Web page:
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Arabia produces neither cinnamon nor cassia; and this is the country styled "Happy" Arabia! False and ungrateful does she prove herself in the adoption of this surname, which she would imply to have been received from the gods above; whereas, in reality, she is indebted for it far more to the gods below.1 It is the luxury which is displayed by man, even in the paraphernalia of death, that has rendered Arabia thus "happy;" and which prompts him to burn with the dead what was originally understood to have been produced for the service of the gods. Those who are likely to be the best acquainted with the matter, assert that this country does not produce, in a whole year, so large a quantity of perfumes as was burnt by the Emperor Nero at the funeral obsequies of his wife Poppæa. And then let us only take into account the vast number of funerals that are celebrated throughout the whole world each year, and the heaps of odours that are piled up in honour of the bodies of the dead; the vast quantities, too, that are offered to the gods in single grains; and yet, when men were in the habit of offering up to them the salted cake, they did not show themselves any the less propitious; nay, rather, as the facts themselves prove, they were even more favourable to us than they are now. But it is the sea of Arabia that has even a still greater right to be called "happy," for it is this that furnishes us with pearls. At the very lowest computation, India, the Seres, and the Arabian Peninsula, withdraw from our empire one hundred millions of sesterces every year—so dearly do we pay for our luxury and our women. How large a portion, too, I should like to know, of all these perfumes, really comes to the gods of heaven, and the deities of the shades below?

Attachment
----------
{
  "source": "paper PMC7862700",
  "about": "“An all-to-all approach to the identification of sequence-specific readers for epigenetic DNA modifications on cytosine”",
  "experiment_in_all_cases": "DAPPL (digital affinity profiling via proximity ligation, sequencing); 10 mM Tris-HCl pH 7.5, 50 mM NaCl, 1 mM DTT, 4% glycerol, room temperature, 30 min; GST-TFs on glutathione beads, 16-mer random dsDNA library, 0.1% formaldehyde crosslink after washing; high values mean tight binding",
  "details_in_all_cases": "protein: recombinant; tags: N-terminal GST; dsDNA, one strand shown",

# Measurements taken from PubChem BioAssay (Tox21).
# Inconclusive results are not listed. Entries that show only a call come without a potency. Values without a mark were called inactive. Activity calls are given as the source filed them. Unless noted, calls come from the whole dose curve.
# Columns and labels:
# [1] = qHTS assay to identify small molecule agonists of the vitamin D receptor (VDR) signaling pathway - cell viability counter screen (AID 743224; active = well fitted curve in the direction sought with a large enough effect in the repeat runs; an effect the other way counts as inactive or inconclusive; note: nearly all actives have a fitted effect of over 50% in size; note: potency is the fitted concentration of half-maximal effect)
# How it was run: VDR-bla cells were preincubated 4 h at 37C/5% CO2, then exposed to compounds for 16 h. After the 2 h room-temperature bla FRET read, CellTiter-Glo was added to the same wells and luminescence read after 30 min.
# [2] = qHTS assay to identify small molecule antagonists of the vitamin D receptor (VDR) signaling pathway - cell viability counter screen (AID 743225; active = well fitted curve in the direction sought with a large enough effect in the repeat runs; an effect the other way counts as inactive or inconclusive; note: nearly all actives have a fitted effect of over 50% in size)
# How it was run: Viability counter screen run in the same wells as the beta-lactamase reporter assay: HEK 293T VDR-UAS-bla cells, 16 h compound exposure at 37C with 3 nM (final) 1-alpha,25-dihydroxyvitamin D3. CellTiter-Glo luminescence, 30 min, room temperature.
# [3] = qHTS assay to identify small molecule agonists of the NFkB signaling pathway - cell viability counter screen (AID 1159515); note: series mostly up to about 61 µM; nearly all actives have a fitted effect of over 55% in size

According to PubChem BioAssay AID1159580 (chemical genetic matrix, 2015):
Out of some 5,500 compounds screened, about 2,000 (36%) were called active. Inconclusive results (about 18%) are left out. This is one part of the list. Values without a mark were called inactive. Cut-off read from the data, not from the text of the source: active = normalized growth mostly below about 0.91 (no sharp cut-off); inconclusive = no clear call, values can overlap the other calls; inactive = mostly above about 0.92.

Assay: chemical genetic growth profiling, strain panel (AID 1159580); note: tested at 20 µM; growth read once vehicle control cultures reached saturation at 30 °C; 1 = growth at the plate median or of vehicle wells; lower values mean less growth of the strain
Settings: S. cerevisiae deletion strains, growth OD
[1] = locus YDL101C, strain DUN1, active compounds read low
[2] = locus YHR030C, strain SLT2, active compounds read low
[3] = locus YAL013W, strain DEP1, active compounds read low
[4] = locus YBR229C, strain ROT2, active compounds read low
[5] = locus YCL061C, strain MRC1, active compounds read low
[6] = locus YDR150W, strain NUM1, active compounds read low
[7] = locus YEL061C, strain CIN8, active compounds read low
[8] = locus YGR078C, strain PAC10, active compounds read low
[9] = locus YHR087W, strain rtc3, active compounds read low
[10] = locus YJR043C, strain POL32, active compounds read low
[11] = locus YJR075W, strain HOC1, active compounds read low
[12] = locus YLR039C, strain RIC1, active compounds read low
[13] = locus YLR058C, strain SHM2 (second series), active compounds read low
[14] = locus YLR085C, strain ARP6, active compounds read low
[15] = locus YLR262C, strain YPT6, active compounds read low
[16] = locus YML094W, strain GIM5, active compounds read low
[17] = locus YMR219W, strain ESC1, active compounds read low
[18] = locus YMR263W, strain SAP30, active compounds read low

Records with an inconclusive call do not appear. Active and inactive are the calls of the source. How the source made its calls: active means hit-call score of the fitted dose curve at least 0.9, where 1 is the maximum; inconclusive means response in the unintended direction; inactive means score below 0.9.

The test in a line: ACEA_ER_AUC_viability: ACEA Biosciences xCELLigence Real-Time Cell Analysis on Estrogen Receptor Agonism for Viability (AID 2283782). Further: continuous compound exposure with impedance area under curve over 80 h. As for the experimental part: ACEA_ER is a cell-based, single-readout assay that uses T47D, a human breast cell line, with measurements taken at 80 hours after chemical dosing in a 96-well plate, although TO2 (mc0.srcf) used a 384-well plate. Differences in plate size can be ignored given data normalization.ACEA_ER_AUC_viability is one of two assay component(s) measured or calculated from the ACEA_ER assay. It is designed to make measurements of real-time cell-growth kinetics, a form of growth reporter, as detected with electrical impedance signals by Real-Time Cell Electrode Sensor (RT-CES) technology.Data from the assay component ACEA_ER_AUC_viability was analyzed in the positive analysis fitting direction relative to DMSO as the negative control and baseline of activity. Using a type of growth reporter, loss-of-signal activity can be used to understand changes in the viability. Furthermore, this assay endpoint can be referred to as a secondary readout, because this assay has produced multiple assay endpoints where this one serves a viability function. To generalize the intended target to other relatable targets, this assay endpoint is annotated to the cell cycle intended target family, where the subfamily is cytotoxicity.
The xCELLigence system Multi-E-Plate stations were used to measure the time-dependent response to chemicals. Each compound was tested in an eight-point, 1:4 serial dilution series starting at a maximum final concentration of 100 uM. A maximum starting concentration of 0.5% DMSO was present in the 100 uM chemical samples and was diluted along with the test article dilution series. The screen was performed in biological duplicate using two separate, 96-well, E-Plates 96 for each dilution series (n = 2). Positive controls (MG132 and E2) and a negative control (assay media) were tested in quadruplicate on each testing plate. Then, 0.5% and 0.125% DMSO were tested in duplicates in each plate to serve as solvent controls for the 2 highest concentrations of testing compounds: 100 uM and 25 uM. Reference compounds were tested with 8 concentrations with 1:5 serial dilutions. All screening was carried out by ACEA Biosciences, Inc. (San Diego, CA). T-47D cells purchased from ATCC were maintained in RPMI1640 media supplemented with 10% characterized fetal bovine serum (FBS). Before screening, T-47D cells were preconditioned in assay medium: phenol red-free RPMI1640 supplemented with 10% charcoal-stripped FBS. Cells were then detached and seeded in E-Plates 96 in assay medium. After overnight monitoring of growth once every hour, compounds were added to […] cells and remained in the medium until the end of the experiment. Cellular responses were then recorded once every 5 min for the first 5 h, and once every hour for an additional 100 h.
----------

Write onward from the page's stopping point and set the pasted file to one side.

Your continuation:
1 Because its perfumes were held in such high esteem, for burning on the piles of the dead. This, of course, was done primarily to avoid the offensive smell.

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  • Cross-references to this page (1):
    • Dictionary of Greek and Roman Geography (1854), ARA´BIA
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